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Current Population Survey Analysis of NSLP Participation and Income

This report examines data from the Current Population Survey (CPS) in order to analyze trends in free and reduced price certification and participation in the National School Lunch Program (NSLP) during the period of 1993-1997. The data indicate that free certifications for NSLP as a percentage of CPS estimated eligibles have been increasing for several years and was 118% in 1997 (latest available). Moreover, although combined free and reduced price certifications as a percentage of estimated eligibles is still under 100%, this percentage has also been increasing for several years and will likely exceed 100% when 1998 CPS data is available. Nearly all states (49 of 51) had an increase in their total number of free and reduced price certifications as a percentage of estimated eligibles between 1993-1997.

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Feasibility Study of Capturing Food Data at Checkout

In the past, the Food and Nutrition Service (FNS) has relied on a series of large surveys to gather and compare information on food expenditures and food consumption among participants and non-participants to better understand the impacts of the Food Stamp Program (FSP) on the diet and nutritional status of program participants. Studies based on survey data, however, have a number of drawbacks, including the time and expense of collecting the survey data, sampling error, response bias, errors in respondent recall, and misinformation about what may have been purchased or consumed.

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Food Stamp Program Client Enrollment Assistance Demonstration Projects

This report represents the final evaluation of 26 research demonstration projects authorized under Public Law 101-264, entitled the "Food, Agriculture, Conservation and Trade Act" of 1990.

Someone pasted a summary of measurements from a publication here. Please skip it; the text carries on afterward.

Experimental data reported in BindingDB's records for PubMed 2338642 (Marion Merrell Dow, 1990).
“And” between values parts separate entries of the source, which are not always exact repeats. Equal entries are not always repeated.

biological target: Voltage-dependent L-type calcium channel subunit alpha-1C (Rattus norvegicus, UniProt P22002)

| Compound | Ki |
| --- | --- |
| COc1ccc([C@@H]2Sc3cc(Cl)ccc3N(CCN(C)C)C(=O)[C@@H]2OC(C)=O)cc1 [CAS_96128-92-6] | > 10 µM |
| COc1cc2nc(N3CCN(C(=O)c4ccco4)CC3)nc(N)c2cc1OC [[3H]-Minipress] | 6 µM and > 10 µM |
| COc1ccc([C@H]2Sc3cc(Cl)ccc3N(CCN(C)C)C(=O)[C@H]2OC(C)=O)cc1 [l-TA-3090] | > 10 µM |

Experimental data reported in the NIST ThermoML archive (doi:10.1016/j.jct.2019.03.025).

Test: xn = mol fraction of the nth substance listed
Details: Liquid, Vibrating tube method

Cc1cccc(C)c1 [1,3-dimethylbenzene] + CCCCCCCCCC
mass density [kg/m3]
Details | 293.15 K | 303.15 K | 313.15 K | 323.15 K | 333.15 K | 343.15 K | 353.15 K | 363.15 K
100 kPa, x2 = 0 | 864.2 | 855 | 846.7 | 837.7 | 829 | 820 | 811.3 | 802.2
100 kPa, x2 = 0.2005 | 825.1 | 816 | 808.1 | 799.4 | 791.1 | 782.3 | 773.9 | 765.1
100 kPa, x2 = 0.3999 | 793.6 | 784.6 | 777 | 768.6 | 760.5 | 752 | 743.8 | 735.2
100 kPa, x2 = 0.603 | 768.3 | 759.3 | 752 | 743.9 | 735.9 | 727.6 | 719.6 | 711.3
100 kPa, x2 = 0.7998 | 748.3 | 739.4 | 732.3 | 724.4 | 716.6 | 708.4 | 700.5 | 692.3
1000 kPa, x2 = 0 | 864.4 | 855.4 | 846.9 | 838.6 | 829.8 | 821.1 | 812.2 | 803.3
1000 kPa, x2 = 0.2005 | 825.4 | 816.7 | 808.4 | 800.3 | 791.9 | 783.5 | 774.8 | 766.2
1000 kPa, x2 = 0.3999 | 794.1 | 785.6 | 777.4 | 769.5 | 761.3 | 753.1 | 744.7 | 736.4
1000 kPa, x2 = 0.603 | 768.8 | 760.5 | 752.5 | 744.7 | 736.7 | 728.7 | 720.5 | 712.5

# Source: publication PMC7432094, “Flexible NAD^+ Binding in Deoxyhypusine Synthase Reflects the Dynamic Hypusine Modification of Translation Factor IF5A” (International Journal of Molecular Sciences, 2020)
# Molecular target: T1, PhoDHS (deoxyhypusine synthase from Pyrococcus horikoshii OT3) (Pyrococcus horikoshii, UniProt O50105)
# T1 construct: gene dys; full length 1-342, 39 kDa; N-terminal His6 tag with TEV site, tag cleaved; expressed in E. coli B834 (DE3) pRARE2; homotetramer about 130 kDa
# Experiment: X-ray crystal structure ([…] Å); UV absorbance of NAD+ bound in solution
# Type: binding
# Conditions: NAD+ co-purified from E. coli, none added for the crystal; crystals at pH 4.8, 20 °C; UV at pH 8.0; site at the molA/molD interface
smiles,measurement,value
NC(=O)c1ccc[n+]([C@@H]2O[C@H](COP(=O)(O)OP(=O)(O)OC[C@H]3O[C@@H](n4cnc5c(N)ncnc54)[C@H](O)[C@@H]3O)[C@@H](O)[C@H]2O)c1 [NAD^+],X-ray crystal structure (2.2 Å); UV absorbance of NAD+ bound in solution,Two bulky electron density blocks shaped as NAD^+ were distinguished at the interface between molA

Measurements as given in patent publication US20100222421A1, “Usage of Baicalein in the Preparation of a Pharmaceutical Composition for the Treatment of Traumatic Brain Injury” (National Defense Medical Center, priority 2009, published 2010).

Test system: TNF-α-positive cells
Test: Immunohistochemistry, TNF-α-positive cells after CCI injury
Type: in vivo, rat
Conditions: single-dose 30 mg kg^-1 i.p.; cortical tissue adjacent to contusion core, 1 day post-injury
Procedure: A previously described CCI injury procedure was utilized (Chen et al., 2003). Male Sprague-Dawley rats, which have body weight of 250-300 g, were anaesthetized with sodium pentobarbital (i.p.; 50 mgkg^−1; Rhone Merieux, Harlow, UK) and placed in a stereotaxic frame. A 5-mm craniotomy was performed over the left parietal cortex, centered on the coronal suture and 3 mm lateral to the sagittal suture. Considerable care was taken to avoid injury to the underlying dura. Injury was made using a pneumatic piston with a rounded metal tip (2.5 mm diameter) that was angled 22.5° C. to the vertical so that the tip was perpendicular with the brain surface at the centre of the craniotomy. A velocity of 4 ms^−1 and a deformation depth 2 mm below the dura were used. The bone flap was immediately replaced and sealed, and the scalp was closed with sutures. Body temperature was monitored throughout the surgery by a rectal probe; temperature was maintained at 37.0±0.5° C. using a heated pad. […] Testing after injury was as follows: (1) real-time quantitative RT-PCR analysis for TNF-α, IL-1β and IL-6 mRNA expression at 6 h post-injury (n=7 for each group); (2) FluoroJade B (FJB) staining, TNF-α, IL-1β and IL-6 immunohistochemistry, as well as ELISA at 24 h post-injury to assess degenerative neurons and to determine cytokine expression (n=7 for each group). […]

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Food Stamp Participants' Access to Food Retailers

In this report, data from the NFSPS are used to address several important questions concerning food store access of low-income households, including: (1) At what kinds of stores do low-income households shop? (2) What distances do low-income households travel to reach those stores? (3) What transportation methods do they use to reach their food stores? (4) Do low-income households engage in careful shopping behaviors that can allow them to get the most out of the money and food stamp benefits they spend on food? and (5) In general, how satisfied are low-income Americans with their shopping opportunities?

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Customer Service in the Food Stamp Program

In this report, data from the NFSPS are used to address three important areas of interest to FNS that relate to the quality of FSP customer service: (1) the monetary and nonmonetary costs of participating, (2) client satisfaction with services provided, and (3) the accessibility of the FSP to eligible households.

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Evaluation of the Expanded Off-Line EBT System in Ohio: Moving to a Statewide EBT System Using Smart Cards for Food Stamps

To explore the suitability of off-line electronic benefits transfer (EBT) as an alternative to paper issuance and on-line EBT issuance systems, the U.S. Department of Agriculture’s Food and Nutrition Service (FNS) has supported the Ohio Department of Human Services (ODHS) in expanding off-line EBT issuance to all Food Stamp Program (FSP) recipients in the state. A pilot project in Dayton, Ohio and a demonstration of a combined WIC-EBT off-line system in Wyoming have clearly established the technical feasibility of off-line EBT for FSP benefit issuance. Both the Ohio and Wyoming pilot projects, however, were small in scale, and both incurred higher administrative costs than the paper coupon issuance systems they replaced.